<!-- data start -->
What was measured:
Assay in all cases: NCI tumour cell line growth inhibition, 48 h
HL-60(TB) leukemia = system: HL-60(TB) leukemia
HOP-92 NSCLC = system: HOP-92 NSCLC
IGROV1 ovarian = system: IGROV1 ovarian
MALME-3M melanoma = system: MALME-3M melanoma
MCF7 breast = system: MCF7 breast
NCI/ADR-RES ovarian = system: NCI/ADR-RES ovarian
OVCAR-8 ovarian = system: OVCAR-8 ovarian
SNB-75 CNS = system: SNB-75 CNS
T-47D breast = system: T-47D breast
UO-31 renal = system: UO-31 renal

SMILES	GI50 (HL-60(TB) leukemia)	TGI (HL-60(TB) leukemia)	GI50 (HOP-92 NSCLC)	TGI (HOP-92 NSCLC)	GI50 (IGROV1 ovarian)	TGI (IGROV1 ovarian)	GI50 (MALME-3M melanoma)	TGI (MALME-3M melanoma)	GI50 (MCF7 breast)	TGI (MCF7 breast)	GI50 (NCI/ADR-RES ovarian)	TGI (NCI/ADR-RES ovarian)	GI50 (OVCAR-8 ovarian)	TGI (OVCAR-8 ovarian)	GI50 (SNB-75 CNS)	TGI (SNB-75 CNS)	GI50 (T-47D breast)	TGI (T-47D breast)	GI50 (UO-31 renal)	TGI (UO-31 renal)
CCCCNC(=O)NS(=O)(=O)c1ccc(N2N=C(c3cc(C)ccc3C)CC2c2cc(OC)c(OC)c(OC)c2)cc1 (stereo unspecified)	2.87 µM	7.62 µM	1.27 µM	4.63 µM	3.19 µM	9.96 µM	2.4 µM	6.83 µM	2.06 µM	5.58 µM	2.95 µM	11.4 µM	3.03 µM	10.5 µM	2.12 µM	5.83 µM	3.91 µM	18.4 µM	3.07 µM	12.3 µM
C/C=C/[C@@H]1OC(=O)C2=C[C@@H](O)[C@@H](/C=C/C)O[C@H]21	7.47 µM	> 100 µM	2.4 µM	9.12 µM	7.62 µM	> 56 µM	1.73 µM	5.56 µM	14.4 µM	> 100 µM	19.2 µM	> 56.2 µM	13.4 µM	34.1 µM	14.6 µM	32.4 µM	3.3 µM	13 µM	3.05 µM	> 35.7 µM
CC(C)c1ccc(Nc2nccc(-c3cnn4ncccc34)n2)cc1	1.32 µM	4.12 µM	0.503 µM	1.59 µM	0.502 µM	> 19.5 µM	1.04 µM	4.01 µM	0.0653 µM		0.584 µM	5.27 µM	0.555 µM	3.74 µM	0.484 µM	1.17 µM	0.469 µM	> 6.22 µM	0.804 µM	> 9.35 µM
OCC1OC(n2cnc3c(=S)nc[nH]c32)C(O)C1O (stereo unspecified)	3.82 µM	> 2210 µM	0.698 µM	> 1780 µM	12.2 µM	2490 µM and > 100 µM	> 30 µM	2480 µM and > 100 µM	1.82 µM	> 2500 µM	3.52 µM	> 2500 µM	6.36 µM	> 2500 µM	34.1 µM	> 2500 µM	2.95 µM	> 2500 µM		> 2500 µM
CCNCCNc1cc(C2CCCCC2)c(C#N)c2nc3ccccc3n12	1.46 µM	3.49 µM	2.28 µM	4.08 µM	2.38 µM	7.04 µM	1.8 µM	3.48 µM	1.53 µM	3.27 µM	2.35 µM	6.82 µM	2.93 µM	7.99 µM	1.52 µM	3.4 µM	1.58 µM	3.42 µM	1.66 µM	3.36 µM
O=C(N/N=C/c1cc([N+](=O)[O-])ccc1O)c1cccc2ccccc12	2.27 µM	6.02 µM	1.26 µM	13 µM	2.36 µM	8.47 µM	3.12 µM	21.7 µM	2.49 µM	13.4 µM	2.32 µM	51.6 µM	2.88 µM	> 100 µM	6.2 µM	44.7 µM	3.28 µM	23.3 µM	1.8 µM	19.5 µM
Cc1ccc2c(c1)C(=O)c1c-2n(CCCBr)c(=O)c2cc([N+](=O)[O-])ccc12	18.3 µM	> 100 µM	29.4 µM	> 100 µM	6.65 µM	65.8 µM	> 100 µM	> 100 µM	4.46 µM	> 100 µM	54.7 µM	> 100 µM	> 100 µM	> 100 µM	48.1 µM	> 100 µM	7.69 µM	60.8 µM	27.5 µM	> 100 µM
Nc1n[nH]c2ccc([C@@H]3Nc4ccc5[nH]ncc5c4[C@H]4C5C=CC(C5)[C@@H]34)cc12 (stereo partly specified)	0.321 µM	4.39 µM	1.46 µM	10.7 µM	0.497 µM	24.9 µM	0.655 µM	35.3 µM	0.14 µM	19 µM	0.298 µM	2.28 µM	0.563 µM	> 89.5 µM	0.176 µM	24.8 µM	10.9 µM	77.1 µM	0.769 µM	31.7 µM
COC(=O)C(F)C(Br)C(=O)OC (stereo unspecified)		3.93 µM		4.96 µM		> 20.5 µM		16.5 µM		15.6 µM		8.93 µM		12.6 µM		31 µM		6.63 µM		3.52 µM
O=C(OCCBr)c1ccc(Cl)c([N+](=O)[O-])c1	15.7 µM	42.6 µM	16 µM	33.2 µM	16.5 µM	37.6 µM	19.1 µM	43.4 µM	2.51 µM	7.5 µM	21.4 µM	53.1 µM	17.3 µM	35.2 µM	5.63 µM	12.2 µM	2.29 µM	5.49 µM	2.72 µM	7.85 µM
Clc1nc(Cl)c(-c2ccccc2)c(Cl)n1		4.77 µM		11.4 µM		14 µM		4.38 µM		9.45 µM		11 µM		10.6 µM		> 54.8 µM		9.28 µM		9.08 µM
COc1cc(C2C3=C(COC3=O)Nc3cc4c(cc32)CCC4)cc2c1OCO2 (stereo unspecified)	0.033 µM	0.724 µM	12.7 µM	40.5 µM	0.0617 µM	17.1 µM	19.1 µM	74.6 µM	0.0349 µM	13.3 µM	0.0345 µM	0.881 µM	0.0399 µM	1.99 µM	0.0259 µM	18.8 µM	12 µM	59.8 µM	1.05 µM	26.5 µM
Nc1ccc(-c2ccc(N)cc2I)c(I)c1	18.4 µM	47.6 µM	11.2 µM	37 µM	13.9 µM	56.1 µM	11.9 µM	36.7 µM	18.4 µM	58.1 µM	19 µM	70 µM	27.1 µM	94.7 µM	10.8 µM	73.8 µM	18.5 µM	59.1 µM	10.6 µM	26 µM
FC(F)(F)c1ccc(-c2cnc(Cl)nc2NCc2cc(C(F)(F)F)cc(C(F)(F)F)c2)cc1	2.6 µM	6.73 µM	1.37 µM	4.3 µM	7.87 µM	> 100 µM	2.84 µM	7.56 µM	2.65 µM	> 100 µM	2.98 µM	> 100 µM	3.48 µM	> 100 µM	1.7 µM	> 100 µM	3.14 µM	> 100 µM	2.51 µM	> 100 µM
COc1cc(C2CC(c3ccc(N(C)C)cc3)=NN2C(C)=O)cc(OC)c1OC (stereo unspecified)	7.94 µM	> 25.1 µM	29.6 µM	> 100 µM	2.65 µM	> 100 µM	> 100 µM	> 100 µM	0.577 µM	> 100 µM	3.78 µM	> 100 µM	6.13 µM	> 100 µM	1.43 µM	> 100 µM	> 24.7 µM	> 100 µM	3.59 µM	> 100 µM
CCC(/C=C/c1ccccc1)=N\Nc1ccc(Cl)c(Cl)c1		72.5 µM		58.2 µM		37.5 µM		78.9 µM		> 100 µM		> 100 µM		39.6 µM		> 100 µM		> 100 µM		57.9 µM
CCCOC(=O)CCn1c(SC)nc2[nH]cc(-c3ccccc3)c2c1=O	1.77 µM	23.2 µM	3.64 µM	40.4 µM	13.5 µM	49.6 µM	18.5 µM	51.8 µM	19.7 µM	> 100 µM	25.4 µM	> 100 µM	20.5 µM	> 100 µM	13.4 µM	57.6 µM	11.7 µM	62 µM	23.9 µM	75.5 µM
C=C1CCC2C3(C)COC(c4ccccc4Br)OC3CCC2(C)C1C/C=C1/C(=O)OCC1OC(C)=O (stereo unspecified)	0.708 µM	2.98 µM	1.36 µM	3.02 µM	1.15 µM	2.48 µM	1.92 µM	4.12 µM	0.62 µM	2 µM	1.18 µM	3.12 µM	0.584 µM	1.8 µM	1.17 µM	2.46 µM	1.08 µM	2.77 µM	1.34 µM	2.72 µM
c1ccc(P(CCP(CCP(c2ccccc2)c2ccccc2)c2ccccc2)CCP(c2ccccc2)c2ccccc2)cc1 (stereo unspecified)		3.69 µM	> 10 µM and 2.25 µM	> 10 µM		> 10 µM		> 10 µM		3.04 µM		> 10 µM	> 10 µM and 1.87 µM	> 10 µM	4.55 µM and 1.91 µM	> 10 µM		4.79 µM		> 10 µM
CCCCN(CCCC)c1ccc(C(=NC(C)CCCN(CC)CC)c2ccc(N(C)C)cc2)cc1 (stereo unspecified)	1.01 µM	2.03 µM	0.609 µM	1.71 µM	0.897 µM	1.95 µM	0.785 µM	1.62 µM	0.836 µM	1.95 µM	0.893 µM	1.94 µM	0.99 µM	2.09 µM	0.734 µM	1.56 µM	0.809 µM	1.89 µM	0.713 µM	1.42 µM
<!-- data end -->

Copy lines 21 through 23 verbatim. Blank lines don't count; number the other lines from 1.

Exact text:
Nc1n[nH]c2ccc([C@@H]3Nc4ccc5[nH]ncc5c4[C@H]4C5C=CC(C5)[C@@H]34)cc12 (stereo partly specified)	0.321 µM	4.39 µM	1.46 µM	10.7 µM	0.497 µM	24.9 µM	0.655 µM	35.3 µM	0.14 µM	19 µM	0.298 µM	2.28 µM	0.563 µM	> 89.5 µM	0.176 µM	24.8 µM	10.9 µM	77.1 µM	0.769 µM	31.7 µM
COC(=O)C(F)C(Br)C(=O)OC (stereo unspecified)		3.93 µM		4.96 µM		> 20.5 µM		16.5 µM		15.6 µM		8.93 µM		12.6 µM		31 µM		6.63 µM		3.52 µM
O=C(OCCBr)c1ccc(Cl)c([N+](=O)[O-])c1	15.7 µM	42.6 µM	16 µM	33.2 µM	16.5 µM	37.6 µM	19.1 µM	43.4 µM	2.51 µM	7.5 µM	21.4 µM	53.1 µM	17.3 µM	35.2 µM	5.63 µM	12.2 µM	2.29 µM	5.49 µM	2.72 µM	7.85 µM